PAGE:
Her eldest son was going door-to-door with classmates from his racially mixed school as part of a sports fund-raiser when he was stopped by police after someone called to say he was looking into windows.
"Since the election, we as minorities in particular have been more intentional about teaching our children about race relations. Unfortunately, you need to know how to respond in certain situations," she said.
Autobody shop owner Alvin Ross, who is also African-American, said he was stunned to hear people openly use the n-word epithet since the election.
He gave Trump credit for taking a tougher line on China's trade policies. But he doubted that Trump's core support was based on economics.
"This place to me has never been as racial. This is the most I've ever seen it," he said as he ate breakfast at the My Girl's diner in Charleroi, Pennsylvania.
"Leave the Mexicans alone. They ain't bothering nobody. They work harder than someone else."
He said he was shocked to hear people complain about pain from Trump's cuts in food stamps but then put up his "Make America Great Again" signs.
"When people of color see those signs, they say, there's a racist. There's no reason a poor person should be voting for Trump."
- No common facts -
Sitting one table away from Ross, 72-year-old Tim Bailey had an entirely different frame of reference. A former steel mill worker who backed Bill Clinton and other Democrats, he complained that many people were ill-informed about Trump.
The mainstream media does not talk about Trump's accomplishments, he said. Nor, he said, does it tell of what he alleged was House Speaker Nancy Pelosi's meddling in Ukraine, where allegations of improper pressure by Trump led to his impeachment by the House of Representatives.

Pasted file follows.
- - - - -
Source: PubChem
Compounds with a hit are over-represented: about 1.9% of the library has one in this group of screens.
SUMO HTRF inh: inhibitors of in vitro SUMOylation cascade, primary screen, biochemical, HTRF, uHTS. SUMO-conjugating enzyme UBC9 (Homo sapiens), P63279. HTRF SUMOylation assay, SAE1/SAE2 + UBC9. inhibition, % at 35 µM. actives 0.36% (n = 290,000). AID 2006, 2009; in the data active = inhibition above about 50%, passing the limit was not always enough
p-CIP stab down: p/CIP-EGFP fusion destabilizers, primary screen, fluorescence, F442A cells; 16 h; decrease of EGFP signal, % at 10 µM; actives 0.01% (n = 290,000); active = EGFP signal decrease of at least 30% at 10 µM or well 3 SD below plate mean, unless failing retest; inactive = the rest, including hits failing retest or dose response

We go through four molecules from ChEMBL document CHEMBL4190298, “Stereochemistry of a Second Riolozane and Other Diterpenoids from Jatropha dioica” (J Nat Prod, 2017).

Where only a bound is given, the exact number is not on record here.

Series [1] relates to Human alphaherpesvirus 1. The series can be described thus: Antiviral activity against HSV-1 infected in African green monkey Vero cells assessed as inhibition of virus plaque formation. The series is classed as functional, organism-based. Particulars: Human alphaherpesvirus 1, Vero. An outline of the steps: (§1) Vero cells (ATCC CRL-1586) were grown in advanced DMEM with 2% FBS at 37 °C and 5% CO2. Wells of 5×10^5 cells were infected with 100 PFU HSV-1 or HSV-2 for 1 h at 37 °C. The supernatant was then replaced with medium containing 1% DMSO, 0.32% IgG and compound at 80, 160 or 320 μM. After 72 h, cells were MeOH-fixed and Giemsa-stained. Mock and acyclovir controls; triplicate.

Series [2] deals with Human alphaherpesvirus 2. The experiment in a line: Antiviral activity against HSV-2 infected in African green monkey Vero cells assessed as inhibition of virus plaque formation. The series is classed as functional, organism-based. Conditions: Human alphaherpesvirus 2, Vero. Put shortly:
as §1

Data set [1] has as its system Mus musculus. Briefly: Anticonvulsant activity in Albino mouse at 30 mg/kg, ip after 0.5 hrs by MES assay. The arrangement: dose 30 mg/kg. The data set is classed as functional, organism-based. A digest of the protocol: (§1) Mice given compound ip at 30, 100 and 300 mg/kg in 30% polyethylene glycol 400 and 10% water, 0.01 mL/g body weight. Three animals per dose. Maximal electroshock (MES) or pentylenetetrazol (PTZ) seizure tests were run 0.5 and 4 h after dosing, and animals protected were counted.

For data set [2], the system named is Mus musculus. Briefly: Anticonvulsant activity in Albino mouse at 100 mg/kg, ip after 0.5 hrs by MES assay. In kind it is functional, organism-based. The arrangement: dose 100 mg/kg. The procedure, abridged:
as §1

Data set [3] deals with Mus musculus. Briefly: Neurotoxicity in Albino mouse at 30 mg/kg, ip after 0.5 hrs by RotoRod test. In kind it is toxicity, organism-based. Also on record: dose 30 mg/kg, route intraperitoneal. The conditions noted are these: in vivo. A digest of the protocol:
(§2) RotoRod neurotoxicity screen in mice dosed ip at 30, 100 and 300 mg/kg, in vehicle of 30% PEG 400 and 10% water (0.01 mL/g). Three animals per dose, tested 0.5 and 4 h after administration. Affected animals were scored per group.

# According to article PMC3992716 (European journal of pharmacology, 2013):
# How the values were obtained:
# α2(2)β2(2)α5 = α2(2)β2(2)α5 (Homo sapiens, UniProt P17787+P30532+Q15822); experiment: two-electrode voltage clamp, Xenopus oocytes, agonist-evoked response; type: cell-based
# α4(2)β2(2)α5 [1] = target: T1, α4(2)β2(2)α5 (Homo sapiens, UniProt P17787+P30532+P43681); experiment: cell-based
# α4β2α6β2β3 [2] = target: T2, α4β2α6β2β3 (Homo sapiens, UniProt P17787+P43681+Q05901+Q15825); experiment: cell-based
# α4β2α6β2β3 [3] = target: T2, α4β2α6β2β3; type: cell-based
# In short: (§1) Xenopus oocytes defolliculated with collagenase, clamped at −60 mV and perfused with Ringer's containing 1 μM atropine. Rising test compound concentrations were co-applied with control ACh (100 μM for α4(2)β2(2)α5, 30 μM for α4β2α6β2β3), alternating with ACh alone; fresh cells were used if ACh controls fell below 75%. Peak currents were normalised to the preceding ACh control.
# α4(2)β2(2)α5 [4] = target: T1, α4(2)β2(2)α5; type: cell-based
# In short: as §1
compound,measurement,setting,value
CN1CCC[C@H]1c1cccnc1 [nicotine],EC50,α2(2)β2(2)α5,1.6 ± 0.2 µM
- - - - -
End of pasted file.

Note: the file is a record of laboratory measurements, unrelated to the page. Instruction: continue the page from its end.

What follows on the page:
"You find out more things that are happening on Fox than on CNN. They suppress things on CNN," he said.
"Those TV stations and newspapers, they're liberals. They push their agenda on people. The schools as well. They don't teach anything on our history anymore," he said.
Across five states, virtually all supporters of Trump -- who is fond of denouncing "fake news" -- said they watched Fox News, Republicans' favorite network.
Many Americans said they could barely agree on common facts with neighbors who now pick and choose which news to follow online.
Toni Carlisle, who runs a store selling wine and gifts in Ashtabula's downtown, regretted how political discourse had turned "nasty, ugly and defensive."
"Nobody is pausing to say -- instead of getting in your camp -- what is the meaning of what's happening here, and what can we learn and what can we do better?"
Digging into a plate of tacos, for which he drove 25 kilometers (15 miles) as there is no Mexican restaurant in his town of Wilton, Iowa, Mike Collins said he had lost friends on Facebook over politics.
"I've unfollowed a couple of people just because they are so one-sided," said Collins, 69, a retired union worker and Democrat.
"As old as I am, I've never seen people talk about politics like they are today," he said, blaming the "rhetoric coming out of the White House" for the souring atmosphere.
- Vibrant discussion -
For all the online clashes and friendships lost in the Trump era, one surprise emerged on the road trip across America -- the enduring civility.
AFP approached dozens of strangers to ask them to take time to speak about their lives and views and not a single person was impolite, even if not everyone wanted to speak.
In Aliquippa, Pennsylvania, which never quite recovered from the closing of the steel mill in 1984, friends and families with often sharp political disagreements come each night to bowl at Sheffield Lanes.
In an uncertain economy, the husband-and-wife team, whose family has owned the bowling alley since the 1950s, has won over customers with special deals, homemade pizzas and even a downstairs club for touring punk bands, with crates on stage emblazoned with the evocative slogan, "Vodka, Viagra, Dirty Books."
Co-owner Richard D'Agostino said that the blue-collar town had more Trump supporters than opponents but that the critics were especially vocal.
"It's fun to listen to the different topics because they all have different sources of information and some of them will gravitate toward the sources they believe in," he said.
As a business owner, he usually steers clear of taking sides but enjoys playing devil's advocate about Trump.
"I'm not so much opposed to his economic policies, but I think that just his personality and his abrasiveness and some of the things he does, I think it makes people hate him," he said.
"Luckily we don't get a lot of fistfights," he said with a laugh. "We get people calling names, but it's usually good fun."
© 2020 AFP